About the Board

What is the Police Services Board?

Every municipality in Ontario with its own police service must have a civilian board to govern that police service. Police services boards are independent bodies established by provincial legislation called the Police Services Act. The boards represent community interests and are accountable to the Ministry of Community Safety & Correctional Services, and the Ontario Civilian Police Commission located in Toronto.

Who are the members of the Police Services Board?

The Ottawa Police Services Board (PSB) has seven members: three members of City Council, three citizens appointed by the Province as community representatives, and one citizen appointed by City Council as a community representative. The current members of the Board are:

Provincial Appointees

Michael Doucet  613-560-1270
Salim Fakirani   613-560-1270
Peter Henschel  613-560-1270
   

Citizen appointed by City Council:

 Suzanne Valiquet (613) 560-1270
   

City Council Representatives:

Councillor Eli El-Chantiry (Chair) 613-580-2475
Councillor Jeff Leiper 613-580-2485
Councillor Cathy Curry  613-580-2474
   

Executive Director

Krista Ferraro (613) 560-1270
   

Board Assistant

   

The Council members and the citizen appointed by Council serve for the duration of the Council term. The provincial appointees serve up to three year terms, which expire at various times. At the first meeting each year, the Board appoints a Chairperson for that year.

What does a Police Services Board do?

Section 31 of the Police Services Act sets out the responsibilities boards must fulfill on behalf of the residents of their municipality. The primary role of the board is to establish, after consultation with the Chief of Police, the overall objectives and priorities for the provision of police services and the safety and security of citizens. Some of its other key responsibilities include:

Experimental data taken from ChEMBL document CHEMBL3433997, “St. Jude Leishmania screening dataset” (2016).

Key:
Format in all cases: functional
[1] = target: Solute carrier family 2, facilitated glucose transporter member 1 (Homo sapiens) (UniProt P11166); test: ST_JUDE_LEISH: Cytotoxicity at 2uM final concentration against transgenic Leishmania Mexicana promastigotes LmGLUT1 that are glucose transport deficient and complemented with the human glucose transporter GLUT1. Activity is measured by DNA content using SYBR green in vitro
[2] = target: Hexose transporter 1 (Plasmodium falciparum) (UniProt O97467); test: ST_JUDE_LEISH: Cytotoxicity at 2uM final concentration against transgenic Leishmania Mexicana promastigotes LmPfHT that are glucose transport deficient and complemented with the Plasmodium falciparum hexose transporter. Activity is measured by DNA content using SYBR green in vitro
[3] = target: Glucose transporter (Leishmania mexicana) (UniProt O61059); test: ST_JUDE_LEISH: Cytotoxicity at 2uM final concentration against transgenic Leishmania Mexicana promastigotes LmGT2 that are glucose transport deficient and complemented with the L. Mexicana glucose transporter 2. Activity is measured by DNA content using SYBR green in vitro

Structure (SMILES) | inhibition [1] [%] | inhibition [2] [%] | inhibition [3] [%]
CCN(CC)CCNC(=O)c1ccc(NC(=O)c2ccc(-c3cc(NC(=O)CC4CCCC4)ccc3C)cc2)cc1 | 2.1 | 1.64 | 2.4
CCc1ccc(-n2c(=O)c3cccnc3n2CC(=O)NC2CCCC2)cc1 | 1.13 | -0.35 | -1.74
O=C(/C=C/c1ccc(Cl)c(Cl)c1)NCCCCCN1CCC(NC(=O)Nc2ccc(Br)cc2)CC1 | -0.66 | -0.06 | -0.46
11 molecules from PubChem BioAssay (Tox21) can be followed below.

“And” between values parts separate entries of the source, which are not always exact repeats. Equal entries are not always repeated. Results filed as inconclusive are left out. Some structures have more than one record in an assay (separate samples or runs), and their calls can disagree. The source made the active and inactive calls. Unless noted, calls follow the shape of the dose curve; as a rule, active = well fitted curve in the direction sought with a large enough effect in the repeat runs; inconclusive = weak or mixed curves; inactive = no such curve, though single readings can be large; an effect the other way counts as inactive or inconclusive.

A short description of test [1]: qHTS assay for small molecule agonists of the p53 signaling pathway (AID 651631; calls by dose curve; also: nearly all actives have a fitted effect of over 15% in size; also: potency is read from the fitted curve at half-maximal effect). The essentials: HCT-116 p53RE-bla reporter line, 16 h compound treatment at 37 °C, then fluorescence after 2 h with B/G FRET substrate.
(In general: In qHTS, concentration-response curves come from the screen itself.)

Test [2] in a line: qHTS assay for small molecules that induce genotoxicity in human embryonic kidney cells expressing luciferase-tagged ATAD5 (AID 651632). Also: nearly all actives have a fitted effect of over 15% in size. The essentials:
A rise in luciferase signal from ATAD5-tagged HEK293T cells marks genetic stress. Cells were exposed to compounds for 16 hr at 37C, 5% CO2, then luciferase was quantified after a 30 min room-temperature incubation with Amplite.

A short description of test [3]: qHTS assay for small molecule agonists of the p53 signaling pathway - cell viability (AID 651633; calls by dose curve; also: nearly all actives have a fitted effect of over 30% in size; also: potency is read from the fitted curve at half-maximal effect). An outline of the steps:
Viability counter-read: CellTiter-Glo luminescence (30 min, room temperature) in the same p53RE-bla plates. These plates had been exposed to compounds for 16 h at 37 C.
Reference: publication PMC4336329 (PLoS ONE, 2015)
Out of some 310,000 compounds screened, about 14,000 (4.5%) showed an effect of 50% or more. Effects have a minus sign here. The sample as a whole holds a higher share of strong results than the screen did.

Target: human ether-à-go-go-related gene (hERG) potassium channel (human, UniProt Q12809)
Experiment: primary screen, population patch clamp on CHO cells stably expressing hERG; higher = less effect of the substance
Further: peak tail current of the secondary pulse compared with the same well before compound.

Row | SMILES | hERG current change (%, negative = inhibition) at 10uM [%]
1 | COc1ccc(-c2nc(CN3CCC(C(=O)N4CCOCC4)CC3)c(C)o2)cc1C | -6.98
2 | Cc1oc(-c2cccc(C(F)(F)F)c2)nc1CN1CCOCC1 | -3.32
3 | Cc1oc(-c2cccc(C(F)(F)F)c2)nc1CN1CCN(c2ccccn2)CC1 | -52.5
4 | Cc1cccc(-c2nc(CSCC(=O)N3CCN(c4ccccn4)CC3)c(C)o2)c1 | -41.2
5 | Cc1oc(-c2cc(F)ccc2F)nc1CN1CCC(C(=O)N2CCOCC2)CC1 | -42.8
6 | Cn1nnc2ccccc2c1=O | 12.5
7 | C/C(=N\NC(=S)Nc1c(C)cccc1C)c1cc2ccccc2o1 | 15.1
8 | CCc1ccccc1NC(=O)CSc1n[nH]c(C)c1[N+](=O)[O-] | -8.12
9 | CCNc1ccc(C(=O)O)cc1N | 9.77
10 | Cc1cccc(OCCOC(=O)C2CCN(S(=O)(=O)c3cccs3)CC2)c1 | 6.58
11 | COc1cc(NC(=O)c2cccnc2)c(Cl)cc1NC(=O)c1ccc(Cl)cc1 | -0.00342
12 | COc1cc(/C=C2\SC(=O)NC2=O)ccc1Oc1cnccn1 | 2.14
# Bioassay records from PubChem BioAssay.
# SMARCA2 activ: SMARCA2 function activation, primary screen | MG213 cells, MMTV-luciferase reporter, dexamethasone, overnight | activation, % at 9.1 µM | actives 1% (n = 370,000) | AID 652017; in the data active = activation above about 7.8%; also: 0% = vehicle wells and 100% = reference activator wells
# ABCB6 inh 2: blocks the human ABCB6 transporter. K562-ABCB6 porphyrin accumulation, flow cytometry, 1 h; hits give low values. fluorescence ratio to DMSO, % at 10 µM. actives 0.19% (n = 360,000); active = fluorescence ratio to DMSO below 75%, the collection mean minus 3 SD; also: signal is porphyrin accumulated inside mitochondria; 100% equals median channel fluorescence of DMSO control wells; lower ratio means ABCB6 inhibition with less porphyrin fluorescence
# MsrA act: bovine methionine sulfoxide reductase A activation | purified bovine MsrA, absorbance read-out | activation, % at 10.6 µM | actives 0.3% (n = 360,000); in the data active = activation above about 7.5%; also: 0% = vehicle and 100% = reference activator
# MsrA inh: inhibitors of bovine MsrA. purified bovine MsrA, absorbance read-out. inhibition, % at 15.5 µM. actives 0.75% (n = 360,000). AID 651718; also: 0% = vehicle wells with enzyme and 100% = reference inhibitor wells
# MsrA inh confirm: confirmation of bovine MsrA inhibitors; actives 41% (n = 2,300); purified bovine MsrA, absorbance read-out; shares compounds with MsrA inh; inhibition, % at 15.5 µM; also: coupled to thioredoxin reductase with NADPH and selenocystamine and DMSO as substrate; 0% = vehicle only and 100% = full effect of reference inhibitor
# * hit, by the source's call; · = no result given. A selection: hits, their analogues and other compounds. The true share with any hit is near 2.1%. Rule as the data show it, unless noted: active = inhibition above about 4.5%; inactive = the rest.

• Recruiting and appointing the Chief of Police and Deputy Chiefs of Police;
  • Annually assessing the Chief's performance;
  • Approving annual operating and capital budgets for the Police Service;
  • Establishing policies and by-laws for the effective management of the police service;
  • Preparing a business plan for the Police Service every three years.

The Board cannot direct the Chief with respect to specific operational decisions or day-to-day operations of the Service. The Chief of Police is responsible for administering the Police Service and overseeing its operation in accordance with the objectives, priorities and policies established by the Board.

 

 

Councillor Eli El-Chantiry

Eli El-Chantiry was first elected to City Council in November 2003. 

Eli is the former proprietor of the Lighthouse Restaurant in Constance Bay and is well known throughout West Carleton-March for his extensive community involvement. He is committed to continue to work with area residents and businesses to help build West Carleton-March's future in the City of Ottawa. 

Eli was born in 1957 and is the second oldest of six children. Raised on his family's farm in Lebanon, he came to Canada when he was 18 years old to begin a new life. He met his wife, Maha, soon after arriving in Ottawa and they were married over three decades ago.